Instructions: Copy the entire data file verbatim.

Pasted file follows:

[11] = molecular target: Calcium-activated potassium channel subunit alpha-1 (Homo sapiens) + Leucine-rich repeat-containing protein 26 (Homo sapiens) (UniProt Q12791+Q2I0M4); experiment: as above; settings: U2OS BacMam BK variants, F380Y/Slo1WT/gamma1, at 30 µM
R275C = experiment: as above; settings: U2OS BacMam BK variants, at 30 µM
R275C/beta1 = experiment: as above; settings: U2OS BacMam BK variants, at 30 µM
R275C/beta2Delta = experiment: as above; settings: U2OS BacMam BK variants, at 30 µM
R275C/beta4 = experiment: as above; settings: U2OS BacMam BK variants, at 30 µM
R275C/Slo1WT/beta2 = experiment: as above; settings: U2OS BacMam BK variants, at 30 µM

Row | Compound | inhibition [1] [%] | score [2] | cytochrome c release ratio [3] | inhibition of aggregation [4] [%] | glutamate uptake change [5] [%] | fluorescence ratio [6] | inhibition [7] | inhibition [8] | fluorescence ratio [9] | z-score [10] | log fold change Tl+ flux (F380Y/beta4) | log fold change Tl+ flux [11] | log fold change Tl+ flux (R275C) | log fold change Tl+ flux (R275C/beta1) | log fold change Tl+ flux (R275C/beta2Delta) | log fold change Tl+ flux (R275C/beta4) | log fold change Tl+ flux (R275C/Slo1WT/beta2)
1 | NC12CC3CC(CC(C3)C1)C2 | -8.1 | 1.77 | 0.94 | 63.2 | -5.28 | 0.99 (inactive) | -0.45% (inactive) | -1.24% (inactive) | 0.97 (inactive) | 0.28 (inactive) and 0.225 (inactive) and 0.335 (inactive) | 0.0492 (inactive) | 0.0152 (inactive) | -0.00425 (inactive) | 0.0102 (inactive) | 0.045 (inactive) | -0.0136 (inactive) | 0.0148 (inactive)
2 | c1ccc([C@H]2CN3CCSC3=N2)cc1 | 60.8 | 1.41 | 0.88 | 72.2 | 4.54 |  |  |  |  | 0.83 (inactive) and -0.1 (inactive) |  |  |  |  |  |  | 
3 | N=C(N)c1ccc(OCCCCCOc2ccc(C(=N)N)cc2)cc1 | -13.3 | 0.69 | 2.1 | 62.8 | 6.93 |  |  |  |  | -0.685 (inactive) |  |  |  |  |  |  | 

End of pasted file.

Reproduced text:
[11] = molecular target: Calcium-activated potassium channel subunit alpha-1 (Homo sapiens) + Leucine-rich repeat-containing protein 26 (Homo sapiens) (UniProt Q12791+Q2I0M4); experiment: as above; settings: U2OS BacMam BK variants, F380Y/Slo1WT/gamma1, at 30 µM
R275C = experiment: as above; settings: U2OS BacMam BK variants, at 30 µM
R275C/beta1 = experiment: as above; settings: U2OS BacMam BK variants, at 30 µM
R275C/beta2Delta = experiment: as above; settings: U2OS BacMam BK variants, at 30 µM
R275C/beta4 = experiment: as above; settings: U2OS BacMam BK variants, at 30 µM
R275C/Slo1WT/beta2 = experiment: as above; settings: U2OS BacMam BK variants, at 30 µM

Row | Compound | inhibition [1] [%] | score [2] | cytochrome c release ratio [3] | inhibition of aggregation [4] [%] | glutamate uptake change [5] [%] | fluorescence ratio [6] | inhibition [7] | inhibition [8] | fluorescence ratio [9] | z-score [10] | log fold change Tl+ flux (F380Y/beta4) | log fold change Tl+ flux [11] | log fold change Tl+ flux (R275C) | log fold change Tl+ flux (R275C/beta1) | log fold change Tl+ flux (R275C/beta2Delta) | log fold change Tl+ flux (R275C/beta4) | log fold change Tl+ flux (R275C/Slo1WT/beta2)
1 | NC12CC3CC(CC(C3)C1)C2 | -8.1 | 1.77 | 0.94 | 63.2 | -5.28 | 0.99 (inactive) | -0.45% (inactive) | -1.24% (inactive) | 0.97 (inactive) | 0.28 (inactive) and 0.225 (inactive) and 0.335 (inactive) | 0.0492 (inactive) | 0.0152 (inactive) | -0.00425 (inactive) | 0.0102 (inactive) | 0.045 (inactive) | -0.0136 (inactive) | 0.0148 (inactive)
2 | c1ccc([C@H]2CN3CCSC3=N2)cc1 | 60.8 | 1.41 | 0.88 | 72.2 | 4.54 |  |  |  |  | 0.83 (inactive) and -0.1 (inactive) |  |  |  |  |  |  | 
3 | N=C(N)c1ccc(OCCCCCOc2ccc(C(=N)N)cc2)cc1 | -13.3 | 0.69 | 2.1 | 62.8 | 6.93 |  |  |  |  | -0.685 (inactive) |  |  |  |  |  |  | 